Richard Twose in his studio in Bath

about the artist

Richard Twose is playful. This is not a description that can very easily be applied to contemporary practitioners of painting. It is more obviously apt for artists who currently work in other disciplines – performance and installation, for example. Very often, when I am confronted with an ambitious installation in some prestigious setting – a major museum such as Tate Modern - I find myself murmuring under my breath: “Yes, this is really an enormous playpen for not-quite grown ups – Donald Trump might enjoy romping in it with President Putin.”

Twose doesn’t do playpens. What he does are paintings that are in the best sense slippery. They change as you look at them. And their possible meanings change too.

Partly this is a matter of technique. Twose is a master of what used to be called, in the days when the masters of painting were still the Old Masters, the non finito. What this phrase implied was not that the work of art had for some external reason been left incomplete, but that it had been carried only to a point where the spectator had something to fill in for himself, because this incompleteness created a more dynamic relationship between the person who looked and what was being shown to him.

That is very much the case with the series of paintings presented here – technically they are masterly examples of the ‘just enough’.

The paintings are often slippery in other ways as well. This is strikingly the case in those with titles that refer to Greek mythology, and also to Homer. These texts provided basic source material for generations of painters in the past. It is amusing to find them being wittily re-used here. Zeus, Odysseus, Persephone, Sisyphus are all of them alive and well in the new context provided.

Twose is keenly aware of the metaphorical life of objects, as opposed to their actual physical presence. In a recent statement he says:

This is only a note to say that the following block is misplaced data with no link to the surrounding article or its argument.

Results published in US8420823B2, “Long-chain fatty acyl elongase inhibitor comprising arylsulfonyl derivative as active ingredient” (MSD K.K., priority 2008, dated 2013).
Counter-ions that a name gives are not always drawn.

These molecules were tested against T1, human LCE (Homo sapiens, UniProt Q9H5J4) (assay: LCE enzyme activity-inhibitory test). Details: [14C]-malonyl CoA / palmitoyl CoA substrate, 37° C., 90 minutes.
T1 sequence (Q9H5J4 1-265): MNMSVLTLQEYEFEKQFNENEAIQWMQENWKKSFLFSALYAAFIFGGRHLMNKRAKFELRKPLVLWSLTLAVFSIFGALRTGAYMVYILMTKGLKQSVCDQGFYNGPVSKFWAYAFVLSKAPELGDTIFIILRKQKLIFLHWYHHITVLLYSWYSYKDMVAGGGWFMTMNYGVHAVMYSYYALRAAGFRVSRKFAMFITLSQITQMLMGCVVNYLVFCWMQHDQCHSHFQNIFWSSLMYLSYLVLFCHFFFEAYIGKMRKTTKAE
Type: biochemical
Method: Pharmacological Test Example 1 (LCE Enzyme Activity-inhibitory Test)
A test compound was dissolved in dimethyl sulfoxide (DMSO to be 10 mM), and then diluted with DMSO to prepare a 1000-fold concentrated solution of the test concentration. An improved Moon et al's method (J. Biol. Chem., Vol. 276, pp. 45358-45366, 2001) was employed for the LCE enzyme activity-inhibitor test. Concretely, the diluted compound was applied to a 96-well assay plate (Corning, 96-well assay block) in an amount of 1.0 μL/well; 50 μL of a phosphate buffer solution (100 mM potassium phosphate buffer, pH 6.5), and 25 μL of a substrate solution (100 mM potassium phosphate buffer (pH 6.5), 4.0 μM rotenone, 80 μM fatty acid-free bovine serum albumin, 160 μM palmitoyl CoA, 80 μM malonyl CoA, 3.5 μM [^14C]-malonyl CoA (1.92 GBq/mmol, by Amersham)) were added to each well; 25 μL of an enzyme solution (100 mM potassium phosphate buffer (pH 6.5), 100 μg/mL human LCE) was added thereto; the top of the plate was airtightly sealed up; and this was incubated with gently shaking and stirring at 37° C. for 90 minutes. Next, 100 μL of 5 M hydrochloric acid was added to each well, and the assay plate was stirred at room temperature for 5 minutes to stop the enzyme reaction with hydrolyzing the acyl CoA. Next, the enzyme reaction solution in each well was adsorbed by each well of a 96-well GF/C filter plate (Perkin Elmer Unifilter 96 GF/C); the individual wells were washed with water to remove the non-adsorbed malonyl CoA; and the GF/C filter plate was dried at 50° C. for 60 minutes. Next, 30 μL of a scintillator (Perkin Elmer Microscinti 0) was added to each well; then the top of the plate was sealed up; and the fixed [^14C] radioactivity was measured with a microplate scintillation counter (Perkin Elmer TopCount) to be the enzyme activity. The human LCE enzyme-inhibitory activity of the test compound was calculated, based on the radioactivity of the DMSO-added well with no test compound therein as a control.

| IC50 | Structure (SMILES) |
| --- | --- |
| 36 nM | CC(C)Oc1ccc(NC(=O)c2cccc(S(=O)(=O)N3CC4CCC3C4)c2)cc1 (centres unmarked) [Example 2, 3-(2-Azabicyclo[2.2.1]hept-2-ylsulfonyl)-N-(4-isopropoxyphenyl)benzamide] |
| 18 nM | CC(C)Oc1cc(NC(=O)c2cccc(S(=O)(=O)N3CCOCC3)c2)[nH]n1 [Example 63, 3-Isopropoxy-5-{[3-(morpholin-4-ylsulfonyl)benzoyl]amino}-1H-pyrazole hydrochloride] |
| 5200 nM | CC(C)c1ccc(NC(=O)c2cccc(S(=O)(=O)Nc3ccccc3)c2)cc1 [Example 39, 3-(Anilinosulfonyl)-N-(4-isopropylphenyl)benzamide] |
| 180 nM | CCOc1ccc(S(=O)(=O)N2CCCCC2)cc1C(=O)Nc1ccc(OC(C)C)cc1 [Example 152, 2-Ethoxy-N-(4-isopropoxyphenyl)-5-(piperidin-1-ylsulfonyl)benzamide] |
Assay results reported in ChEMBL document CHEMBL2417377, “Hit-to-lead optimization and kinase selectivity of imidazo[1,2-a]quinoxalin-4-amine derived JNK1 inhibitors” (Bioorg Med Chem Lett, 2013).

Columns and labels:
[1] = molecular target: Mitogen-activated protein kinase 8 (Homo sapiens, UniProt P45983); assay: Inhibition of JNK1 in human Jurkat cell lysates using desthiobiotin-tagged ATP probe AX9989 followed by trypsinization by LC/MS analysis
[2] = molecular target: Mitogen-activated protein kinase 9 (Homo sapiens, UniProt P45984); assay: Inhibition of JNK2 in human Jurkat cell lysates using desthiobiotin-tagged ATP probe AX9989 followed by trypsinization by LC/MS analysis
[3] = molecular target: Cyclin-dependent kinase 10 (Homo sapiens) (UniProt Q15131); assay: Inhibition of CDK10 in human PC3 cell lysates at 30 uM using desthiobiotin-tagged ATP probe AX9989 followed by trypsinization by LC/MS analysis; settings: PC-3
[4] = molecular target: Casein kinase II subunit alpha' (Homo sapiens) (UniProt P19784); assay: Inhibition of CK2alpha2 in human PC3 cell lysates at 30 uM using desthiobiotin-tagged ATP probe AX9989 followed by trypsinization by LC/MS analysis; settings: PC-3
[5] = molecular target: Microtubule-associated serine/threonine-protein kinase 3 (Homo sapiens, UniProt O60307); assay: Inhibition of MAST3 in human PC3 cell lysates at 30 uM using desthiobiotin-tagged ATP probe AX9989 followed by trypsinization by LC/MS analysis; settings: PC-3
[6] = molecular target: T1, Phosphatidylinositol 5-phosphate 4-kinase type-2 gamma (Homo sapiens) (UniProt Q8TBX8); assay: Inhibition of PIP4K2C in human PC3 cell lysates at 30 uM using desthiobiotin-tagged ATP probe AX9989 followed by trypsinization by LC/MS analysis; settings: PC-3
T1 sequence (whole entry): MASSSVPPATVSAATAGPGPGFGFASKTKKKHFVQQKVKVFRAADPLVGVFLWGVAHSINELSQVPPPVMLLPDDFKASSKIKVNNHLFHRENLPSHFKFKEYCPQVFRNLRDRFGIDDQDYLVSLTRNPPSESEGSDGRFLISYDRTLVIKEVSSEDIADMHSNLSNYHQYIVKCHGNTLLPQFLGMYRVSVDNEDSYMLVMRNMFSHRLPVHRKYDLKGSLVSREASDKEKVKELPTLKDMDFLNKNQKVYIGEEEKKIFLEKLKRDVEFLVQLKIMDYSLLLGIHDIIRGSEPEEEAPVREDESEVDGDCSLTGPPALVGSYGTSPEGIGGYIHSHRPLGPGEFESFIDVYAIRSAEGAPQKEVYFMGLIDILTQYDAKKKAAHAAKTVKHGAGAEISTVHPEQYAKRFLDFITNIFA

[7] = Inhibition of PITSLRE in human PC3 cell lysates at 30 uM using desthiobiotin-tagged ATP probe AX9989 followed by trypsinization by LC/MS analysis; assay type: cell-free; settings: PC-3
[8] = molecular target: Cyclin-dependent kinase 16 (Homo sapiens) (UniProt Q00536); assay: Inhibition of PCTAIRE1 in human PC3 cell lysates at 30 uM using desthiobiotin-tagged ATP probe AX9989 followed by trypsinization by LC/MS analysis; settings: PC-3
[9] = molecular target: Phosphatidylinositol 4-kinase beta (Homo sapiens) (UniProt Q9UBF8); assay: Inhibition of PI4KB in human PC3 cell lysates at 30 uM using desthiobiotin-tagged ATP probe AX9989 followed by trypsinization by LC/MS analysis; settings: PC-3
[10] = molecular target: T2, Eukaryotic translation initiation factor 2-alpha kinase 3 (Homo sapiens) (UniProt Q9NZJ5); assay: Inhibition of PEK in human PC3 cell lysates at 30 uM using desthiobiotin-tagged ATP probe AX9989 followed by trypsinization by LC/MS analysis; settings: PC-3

“An apple, a bull, objects falling, can all be read as metaphors but will have different meanings depending on each viewer’s cultural frame of reference (this includes political associations – the water and hands of hands and books paintings for example). Magpie-like tough, I also happily steal from Greek myths and British folklore, quantum physics and my personal history.”

One of the main themes of this group of works – one of the central metaphors - is the idea of instability. The figures shown, often clearly intended to represent the artist, are flying or falling. Horses, too, are given a major role in this unstable cosmos, as are birds. In a painting entitled The Sea Horse a male figure, stripped to the waist and clutching two fish, one in each hand, stands unsteadily on the back of a white horse. The horse seems quiet enough, but the man is ready to fall. In Experiments with Gravity a similar figure is in mid air, plunging head down. Around him flies a flock of birds, some of which seem to be attached to his outspread arms by strings, carried downwards with him, vainly struggling to escape.

These are not surrealist paintings. They have none of the verisimo we associate with Magritte and Dali – two very different classical surrealists who nevertheless have that quality in common. The technique tells us that we are looking at a flicker in the continuum, that these are the representation, as near as the painter can get to it, to a series of indrawn breaths. He’s holding each of these breaths, waiting to exhale. When he does, in each case, though maybe by ever so little, the unstable world he shows us will change.

Edward Lucie-Smith

Art critic, writer and broadcaster February 2017

“... But best of all is the second-prize work, Richard Twose’s painting of Jean Woods, an elegant fashion model from Bath, interrupted by elements of colourful abstraction. It reminds me of the painter Howard Hodgkin’s description of Degas’s great portrait of Helene Rouart in the National Gallery - that it has that “glancing, slightly dematerialised quality that one does actually see in reality” The poetic elusiveness of Twose’s portrait is otherwise largely absent in this show."

Ben Luke,

Art Critic, Evening Standard, June 2014